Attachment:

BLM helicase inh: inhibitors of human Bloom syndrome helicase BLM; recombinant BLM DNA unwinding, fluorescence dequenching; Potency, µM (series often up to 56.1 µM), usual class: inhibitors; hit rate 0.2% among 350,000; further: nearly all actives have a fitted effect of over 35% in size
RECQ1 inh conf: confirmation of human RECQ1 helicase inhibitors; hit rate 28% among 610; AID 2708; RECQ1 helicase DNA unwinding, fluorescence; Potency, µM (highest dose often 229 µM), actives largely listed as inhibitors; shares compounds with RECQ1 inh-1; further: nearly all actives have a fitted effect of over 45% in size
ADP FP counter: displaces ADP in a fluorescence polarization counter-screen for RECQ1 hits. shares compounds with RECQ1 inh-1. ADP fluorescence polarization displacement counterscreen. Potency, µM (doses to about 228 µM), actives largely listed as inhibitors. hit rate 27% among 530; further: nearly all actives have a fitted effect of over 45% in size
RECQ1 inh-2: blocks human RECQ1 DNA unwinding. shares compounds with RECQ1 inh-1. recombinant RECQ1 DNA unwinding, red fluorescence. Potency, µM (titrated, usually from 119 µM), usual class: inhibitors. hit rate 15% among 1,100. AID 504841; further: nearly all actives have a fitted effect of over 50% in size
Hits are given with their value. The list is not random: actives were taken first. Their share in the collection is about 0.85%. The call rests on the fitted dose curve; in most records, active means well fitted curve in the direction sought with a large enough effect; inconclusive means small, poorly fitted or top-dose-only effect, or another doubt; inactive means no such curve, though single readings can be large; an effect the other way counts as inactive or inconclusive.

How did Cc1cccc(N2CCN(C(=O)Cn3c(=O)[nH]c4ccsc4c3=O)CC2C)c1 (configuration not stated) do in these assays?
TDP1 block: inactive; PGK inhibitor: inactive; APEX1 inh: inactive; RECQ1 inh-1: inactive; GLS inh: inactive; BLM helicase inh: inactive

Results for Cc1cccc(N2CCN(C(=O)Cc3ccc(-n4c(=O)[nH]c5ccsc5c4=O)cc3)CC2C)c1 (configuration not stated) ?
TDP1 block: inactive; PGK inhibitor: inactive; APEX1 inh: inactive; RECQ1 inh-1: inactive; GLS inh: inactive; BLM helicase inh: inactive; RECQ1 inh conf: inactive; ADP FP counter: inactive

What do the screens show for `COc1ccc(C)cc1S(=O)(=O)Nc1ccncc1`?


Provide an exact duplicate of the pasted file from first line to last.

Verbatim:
BLM helicase inh: inhibitors of human Bloom syndrome helicase BLM; recombinant BLM DNA unwinding, fluorescence dequenching; Potency, µM (series often up to 56.1 µM), usual class: inhibitors; hit rate 0.2% among 350,000; further: nearly all actives have a fitted effect of over 35% in size
RECQ1 inh conf: confirmation of human RECQ1 helicase inhibitors; hit rate 28% among 610; AID 2708; RECQ1 helicase DNA unwinding, fluorescence; Potency, µM (highest dose often 229 µM), actives largely listed as inhibitors; shares compounds with RECQ1 inh-1; further: nearly all actives have a fitted effect of over 45% in size
ADP FP counter: displaces ADP in a fluorescence polarization counter-screen for RECQ1 hits. shares compounds with RECQ1 inh-1. ADP fluorescence polarization displacement counterscreen. Potency, µM (doses to about 228 µM), actives largely listed as inhibitors. hit rate 27% among 530; further: nearly all actives have a fitted effect of over 45% in size
RECQ1 inh-2: blocks human RECQ1 DNA unwinding. shares compounds with RECQ1 inh-1. recombinant RECQ1 DNA unwinding, red fluorescence. Potency, µM (titrated, usually from 119 µM), usual class: inhibitors. hit rate 15% among 1,100. AID 504841; further: nearly all actives have a fitted effect of over 50% in size
Hits are given with their value. The list is not random: actives were taken first. Their share in the collection is about 0.85%. The call rests on the fitted dose curve; in most records, active means well fitted curve in the direction sought with a large enough effect; inconclusive means small, poorly fitted or top-dose-only effect, or another doubt; inactive means no such curve, though single readings can be large; an effect the other way counts as inactive or inconclusive.

How did Cc1cccc(N2CCN(C(=O)Cn3c(=O)[nH]c4ccsc4c3=O)CC2C)c1 (configuration not stated) do in these assays?
TDP1 block: inactive; PGK inhibitor: inactive; APEX1 inh: inactive; RECQ1 inh-1: inactive; GLS inh: inactive; BLM helicase inh: inactive

Results for Cc1cccc(N2CCN(C(=O)Cc3ccc(-n4c(=O)[nH]c5ccsc5c4=O)cc3)CC2C)c1 (configuration not stated) ?
TDP1 block: inactive; PGK inhibitor: inactive; APEX1 inh: inactive; RECQ1 inh-1: inactive; GLS inh: inactive; BLM helicase inh: inactive; RECQ1 inh conf: inactive; ADP FP counter: inactive

What do the screens show for `COc1ccc(C)cc1S(=O)(=O)Nc1ccncc1`?